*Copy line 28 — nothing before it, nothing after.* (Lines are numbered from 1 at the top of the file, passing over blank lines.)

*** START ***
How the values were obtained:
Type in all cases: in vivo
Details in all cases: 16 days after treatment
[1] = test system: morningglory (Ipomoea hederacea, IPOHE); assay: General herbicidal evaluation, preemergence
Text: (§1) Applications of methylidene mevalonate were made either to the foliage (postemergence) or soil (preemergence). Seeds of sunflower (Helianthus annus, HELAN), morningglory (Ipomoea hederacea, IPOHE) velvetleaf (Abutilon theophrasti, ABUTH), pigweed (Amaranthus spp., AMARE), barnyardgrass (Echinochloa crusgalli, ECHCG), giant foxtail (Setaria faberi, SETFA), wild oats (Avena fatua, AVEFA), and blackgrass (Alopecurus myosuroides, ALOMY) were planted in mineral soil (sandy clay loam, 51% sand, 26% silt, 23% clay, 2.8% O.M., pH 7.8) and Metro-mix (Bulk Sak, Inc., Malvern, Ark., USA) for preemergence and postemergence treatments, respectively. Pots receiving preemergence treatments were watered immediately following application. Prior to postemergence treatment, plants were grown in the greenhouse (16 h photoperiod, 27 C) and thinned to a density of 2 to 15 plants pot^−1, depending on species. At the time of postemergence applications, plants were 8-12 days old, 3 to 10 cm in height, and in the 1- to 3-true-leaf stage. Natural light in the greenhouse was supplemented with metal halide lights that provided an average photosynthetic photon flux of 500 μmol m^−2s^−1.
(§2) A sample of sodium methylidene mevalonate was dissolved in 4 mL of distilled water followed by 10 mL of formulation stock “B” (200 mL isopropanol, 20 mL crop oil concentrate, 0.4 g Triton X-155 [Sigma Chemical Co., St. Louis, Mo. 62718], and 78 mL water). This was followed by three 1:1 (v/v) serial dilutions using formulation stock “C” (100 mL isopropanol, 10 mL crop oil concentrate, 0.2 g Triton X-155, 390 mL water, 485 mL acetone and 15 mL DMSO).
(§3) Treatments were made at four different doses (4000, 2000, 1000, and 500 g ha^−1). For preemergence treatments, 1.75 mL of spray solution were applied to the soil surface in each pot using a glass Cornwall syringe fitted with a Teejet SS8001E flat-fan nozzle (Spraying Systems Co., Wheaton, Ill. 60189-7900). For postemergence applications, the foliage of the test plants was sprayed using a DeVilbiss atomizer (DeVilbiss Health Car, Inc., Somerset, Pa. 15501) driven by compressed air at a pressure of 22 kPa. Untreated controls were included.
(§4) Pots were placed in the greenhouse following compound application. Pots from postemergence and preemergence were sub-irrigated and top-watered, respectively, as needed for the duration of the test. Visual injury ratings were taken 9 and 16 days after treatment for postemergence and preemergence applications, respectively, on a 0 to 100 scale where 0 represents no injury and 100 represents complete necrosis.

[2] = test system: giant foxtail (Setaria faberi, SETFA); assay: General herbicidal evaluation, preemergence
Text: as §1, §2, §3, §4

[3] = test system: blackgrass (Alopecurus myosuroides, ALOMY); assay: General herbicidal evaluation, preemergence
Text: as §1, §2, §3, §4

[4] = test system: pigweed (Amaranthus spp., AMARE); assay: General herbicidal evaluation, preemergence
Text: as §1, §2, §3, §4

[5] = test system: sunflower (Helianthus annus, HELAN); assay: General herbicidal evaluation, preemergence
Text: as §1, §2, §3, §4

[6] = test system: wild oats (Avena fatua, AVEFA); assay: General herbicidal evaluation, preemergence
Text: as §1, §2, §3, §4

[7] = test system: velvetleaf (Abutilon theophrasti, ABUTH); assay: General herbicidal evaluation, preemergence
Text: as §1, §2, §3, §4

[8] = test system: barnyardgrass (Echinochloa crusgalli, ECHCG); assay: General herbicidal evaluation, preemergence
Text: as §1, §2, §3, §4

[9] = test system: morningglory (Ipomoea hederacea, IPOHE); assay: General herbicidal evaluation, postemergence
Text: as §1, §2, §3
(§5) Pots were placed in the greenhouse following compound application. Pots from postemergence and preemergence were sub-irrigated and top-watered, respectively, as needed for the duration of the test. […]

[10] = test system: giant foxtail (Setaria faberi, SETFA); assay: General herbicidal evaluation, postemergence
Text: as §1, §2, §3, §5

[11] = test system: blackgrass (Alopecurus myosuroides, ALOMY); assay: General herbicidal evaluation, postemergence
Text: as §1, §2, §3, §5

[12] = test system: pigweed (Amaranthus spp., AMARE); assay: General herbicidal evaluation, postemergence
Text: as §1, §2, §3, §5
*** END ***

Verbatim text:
[11] = test system: blackgrass (Alopecurus myosuroides, ALOMY); assay: General herbicidal evaluation, postemergence